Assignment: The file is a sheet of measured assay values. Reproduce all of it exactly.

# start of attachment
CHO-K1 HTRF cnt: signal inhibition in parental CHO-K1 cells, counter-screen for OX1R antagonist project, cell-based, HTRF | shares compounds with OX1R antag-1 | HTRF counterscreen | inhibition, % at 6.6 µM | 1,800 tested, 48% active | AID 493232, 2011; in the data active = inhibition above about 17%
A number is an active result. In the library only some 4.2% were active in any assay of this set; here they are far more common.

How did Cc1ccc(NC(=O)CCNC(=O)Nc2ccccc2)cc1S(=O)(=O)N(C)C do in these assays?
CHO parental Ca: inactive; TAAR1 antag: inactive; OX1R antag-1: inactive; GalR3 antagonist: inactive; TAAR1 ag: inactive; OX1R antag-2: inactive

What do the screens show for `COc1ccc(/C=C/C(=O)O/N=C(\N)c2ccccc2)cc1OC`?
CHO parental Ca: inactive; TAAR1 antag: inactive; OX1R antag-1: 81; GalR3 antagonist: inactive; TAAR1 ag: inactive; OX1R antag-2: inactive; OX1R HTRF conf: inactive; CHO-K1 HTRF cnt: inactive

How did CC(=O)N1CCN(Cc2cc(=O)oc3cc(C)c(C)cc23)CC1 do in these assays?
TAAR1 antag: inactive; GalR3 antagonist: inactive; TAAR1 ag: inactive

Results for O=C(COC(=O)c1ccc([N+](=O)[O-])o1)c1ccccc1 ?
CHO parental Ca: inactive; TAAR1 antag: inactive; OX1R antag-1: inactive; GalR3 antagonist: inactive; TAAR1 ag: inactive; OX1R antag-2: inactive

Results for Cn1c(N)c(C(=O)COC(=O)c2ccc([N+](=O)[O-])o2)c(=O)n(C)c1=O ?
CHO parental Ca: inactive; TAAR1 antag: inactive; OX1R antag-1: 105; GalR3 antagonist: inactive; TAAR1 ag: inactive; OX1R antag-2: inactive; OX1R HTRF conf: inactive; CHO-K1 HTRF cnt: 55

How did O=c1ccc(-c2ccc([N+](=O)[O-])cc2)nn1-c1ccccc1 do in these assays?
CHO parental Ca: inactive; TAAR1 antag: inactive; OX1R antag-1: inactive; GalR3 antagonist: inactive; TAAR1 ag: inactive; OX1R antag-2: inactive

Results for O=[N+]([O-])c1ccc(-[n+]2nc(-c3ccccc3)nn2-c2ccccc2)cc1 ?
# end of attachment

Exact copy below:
CHO-K1 HTRF cnt: signal inhibition in parental CHO-K1 cells, counter-screen for OX1R antagonist project, cell-based, HTRF | shares compounds with OX1R antag-1 | HTRF counterscreen | inhibition, % at 6.6 µM | 1,800 tested, 48% active | AID 493232, 2011; in the data active = inhibition above about 17%
A number is an active result. In the library only some 4.2% were active in any assay of this set; here they are far more common.

How did Cc1ccc(NC(=O)CCNC(=O)Nc2ccccc2)cc1S(=O)(=O)N(C)C do in these assays?
CHO parental Ca: inactive; TAAR1 antag: inactive; OX1R antag-1: inactive; GalR3 antagonist: inactive; TAAR1 ag: inactive; OX1R antag-2: inactive

What do the screens show for `COc1ccc(/C=C/C(=O)O/N=C(\N)c2ccccc2)cc1OC`?
CHO parental Ca: inactive; TAAR1 antag: inactive; OX1R antag-1: 81; GalR3 antagonist: inactive; TAAR1 ag: inactive; OX1R antag-2: inactive; OX1R HTRF conf: inactive; CHO-K1 HTRF cnt: inactive

How did CC(=O)N1CCN(Cc2cc(=O)oc3cc(C)c(C)cc23)CC1 do in these assays?
TAAR1 antag: inactive; GalR3 antagonist: inactive; TAAR1 ag: inactive

Results for O=C(COC(=O)c1ccc([N+](=O)[O-])o1)c1ccccc1 ?
CHO parental Ca: inactive; TAAR1 antag: inactive; OX1R antag-1: inactive; GalR3 antagonist: inactive; TAAR1 ag: inactive; OX1R antag-2: inactive

Results for Cn1c(N)c(C(=O)COC(=O)c2ccc([N+](=O)[O-])o2)c(=O)n(C)c1=O ?
CHO parental Ca: inactive; TAAR1 antag: inactive; OX1R antag-1: 105; GalR3 antagonist: inactive; TAAR1 ag: inactive; OX1R antag-2: inactive; OX1R HTRF conf: inactive; CHO-K1 HTRF cnt: 55

How did O=c1ccc(-c2ccc([N+](=O)[O-])cc2)nn1-c1ccccc1 do in these assays?
CHO parental Ca: inactive; TAAR1 antag: inactive; OX1R antag-1: inactive; GalR3 antagonist: inactive; TAAR1 ag: inactive; OX1R antag-2: inactive

Results for O=[N+]([O-])c1ccc(-[n+]2nc(-c3ccccc3)nn2-c2ccccc2)cc1 ?